Sogdian Textiles along the Silk Road
Discovered in China’s northwestern regions, most of these textiles were produced during the early Islamic and Tibetan expansions in Central Asia from the eighth century until the tenth century, Fig. 2 and 3, but the weaving structures and the color palette suggest Sino-Sogdian cooperation that dates back to the fourth or fifth century and that most likely occurred between Sogdiana and the Tarim basin in Xinjiang Province.
According to Chinese sources, Persian weavings were also reproduced in Sichuan in the seventh century. In these southwestern Chinese regions, colonies of Central Asian—and thus mostly Sogdian— people had established themselves and imported foreign crafts. Most likely due to the high Sasanian trade taxation, the Sogdians began to copy Persian textiles and sell them to the Chinese as “Bosi” 波斯 (Persian). It was to this region that the Sogdian grandfather of the renowned artisan He Chou moved in the sixth century. According to the Chinese categorization and translation of foreign surnames, “He” does, in fact, suggest Sogdian ancestry. He Chou is said to have reproduced a “Persian” golden weaving for the Chinese emperor and “succeeded in making a type even more beautiful” than the original. But actual evidence of golden weavings in China can be dated to the tenth or eleventh century. These weavings are attributed to the Uighurs, who established their Khaganate in Turfan in the ninth century, as well as to the Khitans, founders of the Liao Dynasty (907–1125), and the Jurchen, who founded the Jin Dynasty (1115–1234). Only textile fragments that were stamped or painted with golden motifs or were embroidered in gold can be dated to an earlier period.
Provenance and Evidence
Except for the textiles excavated from the citadel of Mount Mugh and Sanjar-Shah, most Sino-Sogdian textiles (often erroneously categorized as “Sasanian”) have been discovered in the Tarim Basin , Xinjiang , as well as at Moschevaja Balka , Northern Caucasus, and are datable between the seventh and tenth centuries. Generally, these textiles feature zoomorphic and floral motifs, hunting scenes or, rarely, a human bust. Each of these motifs was often enclosed in a beaded or floral medallion; Fig. 4. Other examples, including similar or identical Byzantine types, are found in European cathedral treasuries, probably transported as wrappings brought from the Holy Land or acquired on the art market; a few were excavated in Egypt and attributed to the Sasanians; Fig. 5. In Chinese sources, textiles imitating Sogdian or Central Asian types were classified as “foreign patterned textiles” or “barbarian patterned textiles,” or as “Persian” if considered prestigious. These textiles differed from the Chinese types classified as “Han patterned textiles.”
Although wall paintings from Panjikent, Fig. 1, and Afrasiab, Fig. 6, in Sogdiana, and the rock relief of Taq-e-Bostan in Iran would confirm the broad use of such textile iconographies in these territories, to date, woven or embroidered textiles of these types have not yet been discovered in situ. Material evidence has been excavated only in outer regions. Other pictorial evidence of such early textiles appears in the paintings in Bamiyan in Afghanistan, in the Kizil caves in Xinjiang , and in the Mogao Grottoes in Dunhuang, Gansu. Further east, in Taiyuan, Shanxi, in the Northern Qi (550–577) tomb of the general Xu Xianxiu, a female attendant wears a robe decorated with medallions, Fig. 7, containing the head of a bodhisattva or perhaps the Sogdian goddess Nana. Similar textile fragments or clothing have more recently appeared on the art market and are often attributed to Sogdiana or other Central Asian areas.
Silk Sogdian Textiles as Zandanījī
In the last sixty years, these silk textiles decorated with zoomorphic figures, plants, composite scenes, and—rarely—single human figures have been linked to Sogdiana and often categorized as zandanījī. The name zandanījī, which originally referred to cotton textiles produced in Zandana , near Bukhara, was also attributed to silk weavings by Dorothy Shepherd, a curator at the Cleveland Museum of Art, and Walter B. Henning, a scholar of Iranian languages and literature, in 1959.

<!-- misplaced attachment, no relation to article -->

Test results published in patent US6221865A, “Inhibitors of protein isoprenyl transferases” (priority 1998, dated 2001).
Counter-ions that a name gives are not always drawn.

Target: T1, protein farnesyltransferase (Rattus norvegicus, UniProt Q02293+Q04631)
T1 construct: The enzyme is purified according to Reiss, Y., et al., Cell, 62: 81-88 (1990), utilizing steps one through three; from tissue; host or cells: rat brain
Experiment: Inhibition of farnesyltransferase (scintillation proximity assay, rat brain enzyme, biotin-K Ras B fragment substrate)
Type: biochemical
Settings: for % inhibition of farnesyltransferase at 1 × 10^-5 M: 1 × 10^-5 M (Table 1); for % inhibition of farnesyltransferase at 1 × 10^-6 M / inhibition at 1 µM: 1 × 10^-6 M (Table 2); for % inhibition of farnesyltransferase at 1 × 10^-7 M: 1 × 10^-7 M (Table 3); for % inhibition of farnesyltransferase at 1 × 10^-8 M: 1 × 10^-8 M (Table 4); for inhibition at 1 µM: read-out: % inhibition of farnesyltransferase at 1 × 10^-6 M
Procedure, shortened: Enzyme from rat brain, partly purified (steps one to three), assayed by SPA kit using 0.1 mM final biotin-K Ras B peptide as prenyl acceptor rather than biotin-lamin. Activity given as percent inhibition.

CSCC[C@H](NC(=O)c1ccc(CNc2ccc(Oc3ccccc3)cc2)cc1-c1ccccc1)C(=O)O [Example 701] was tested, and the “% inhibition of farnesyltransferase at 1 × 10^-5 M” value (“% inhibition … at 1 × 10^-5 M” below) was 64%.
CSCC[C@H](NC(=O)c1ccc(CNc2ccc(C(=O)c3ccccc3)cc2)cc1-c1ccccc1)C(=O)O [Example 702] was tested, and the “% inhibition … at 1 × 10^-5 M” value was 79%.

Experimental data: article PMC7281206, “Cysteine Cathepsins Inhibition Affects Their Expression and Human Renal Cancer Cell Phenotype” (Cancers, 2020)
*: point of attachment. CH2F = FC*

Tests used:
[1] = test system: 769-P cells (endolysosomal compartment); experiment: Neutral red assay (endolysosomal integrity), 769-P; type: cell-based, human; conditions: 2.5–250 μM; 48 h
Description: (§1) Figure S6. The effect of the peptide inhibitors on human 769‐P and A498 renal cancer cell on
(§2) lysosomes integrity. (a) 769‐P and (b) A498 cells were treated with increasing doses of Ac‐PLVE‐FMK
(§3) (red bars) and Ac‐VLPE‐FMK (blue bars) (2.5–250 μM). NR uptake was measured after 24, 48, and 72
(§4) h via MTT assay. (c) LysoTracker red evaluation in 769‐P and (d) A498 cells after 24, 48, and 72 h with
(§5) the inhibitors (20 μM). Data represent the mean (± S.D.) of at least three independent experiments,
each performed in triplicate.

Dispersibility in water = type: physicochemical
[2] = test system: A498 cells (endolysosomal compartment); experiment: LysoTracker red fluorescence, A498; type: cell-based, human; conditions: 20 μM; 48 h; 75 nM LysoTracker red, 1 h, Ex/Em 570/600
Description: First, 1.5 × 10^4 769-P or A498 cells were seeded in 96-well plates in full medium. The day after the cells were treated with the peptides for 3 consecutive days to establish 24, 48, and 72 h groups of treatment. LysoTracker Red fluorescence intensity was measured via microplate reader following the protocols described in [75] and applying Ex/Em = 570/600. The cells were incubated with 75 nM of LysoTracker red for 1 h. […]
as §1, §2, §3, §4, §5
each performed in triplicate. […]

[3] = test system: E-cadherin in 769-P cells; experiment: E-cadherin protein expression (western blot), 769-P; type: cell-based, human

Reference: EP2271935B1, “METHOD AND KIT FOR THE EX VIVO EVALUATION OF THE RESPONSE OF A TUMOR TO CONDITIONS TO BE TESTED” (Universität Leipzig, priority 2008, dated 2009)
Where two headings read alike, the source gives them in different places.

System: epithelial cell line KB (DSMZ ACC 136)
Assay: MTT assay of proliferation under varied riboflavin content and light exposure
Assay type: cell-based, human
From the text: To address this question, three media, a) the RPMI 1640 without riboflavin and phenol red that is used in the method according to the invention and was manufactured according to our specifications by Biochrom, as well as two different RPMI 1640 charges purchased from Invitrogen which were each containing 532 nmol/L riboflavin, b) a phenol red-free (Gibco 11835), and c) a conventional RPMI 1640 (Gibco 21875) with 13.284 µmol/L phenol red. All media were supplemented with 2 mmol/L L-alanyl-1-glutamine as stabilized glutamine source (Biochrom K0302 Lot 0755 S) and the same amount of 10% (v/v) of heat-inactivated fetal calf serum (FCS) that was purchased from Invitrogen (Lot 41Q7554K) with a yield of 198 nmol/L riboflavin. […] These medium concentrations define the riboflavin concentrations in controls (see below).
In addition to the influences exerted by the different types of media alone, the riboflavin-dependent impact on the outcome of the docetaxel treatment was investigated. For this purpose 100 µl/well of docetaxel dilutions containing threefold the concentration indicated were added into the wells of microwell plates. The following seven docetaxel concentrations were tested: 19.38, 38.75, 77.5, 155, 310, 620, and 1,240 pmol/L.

Shepherd distinguished the repetition of medallions enclosing a pair of facing stags that appears on a cloth from Collegiate Church of Notre-Dame in Huy, Belgium, as one of two types of zandanījī (I), Fig. 8 and 9; the other style was based on another piece from the cathedral of Sens, France (II); Fig. 10a,b. A third typology (III) was eventually finalized by Anna Jerusalimskya of the State Hermitage Museum, St. Petersburg, based on the Russian museum’s textile fragments.
The name zandanījī began to be attributed to these textiles when Henning recognized an inscription on the piece from Huy as a form of ancient Sogdian and read it as “61 spans of zandanījī”; Fig. 8 and 9. ￼￼ In n 2009, however, the cloth was radiocarbon dated, and the inscription was reanalyzed by Geoffrey Khan of the University of Cambridge. He recognized it as a ninth-century form of Arabic that referred to a commander named ‘Abd al-Raḥmān, who acquired the cloth for thirty-eight dīnārs. The word “zandanījī”is not mentioned; nonetheless, the term is still often used to categorize these types of textiles.￼
Weaving Structures and Iconography (Showing the Technique)
The beaded medallion enclosing the above-mentioned zoomorphic and floral motifs, later alternated or substituted by a floral medallion, is emblematic of Sogdian—or Central Asian at large—textile design. These were generally created in a combination of three or four colors (red, yellow, green, and/or blue) and were eventually extended to five or eight colors. Among the dyestuffs found are Kerria lac dye, madder, chay root, and redwood for red; and indigoid dye from woad or other species of Central Asian Indigofera for blue. The combination of some of these dyes created the other colors.
The beaded medallion recalls Byzantine, Iranian, or Central Asian coins, which in China have been found in burials, often pierced for attachment to decorate. In early Islamic texts, however, this circular pattern is described as a celestial vault with stars. As textile patterns (which also appear in other media), they were specially woven in silk weft-faced compounds (tabby or twill), Fig. 11 and 12 , a weaving structure that substituted the Chinese warp-faced compound and which was created with two or more series of warp and one weft. therefore called “weft-faced tabby” or “weft-faced twill.”
The ground and pattern were woven simultaneously, and the entire surface was covered by warp floats to hide the weft; Fig. 13. The weft-faced compound, which became popular around the seventh and eighth centuries, instead made the pattern horizontally. The weave employing a main warp, a binding warp, and a weft was composed of two or more series of threads. The entire surface was covered by weft floats that hid the main warp. This structure could be of two types—tabby and twill—and is therefore called “weft-faced tabby” or “weft-faced twill.”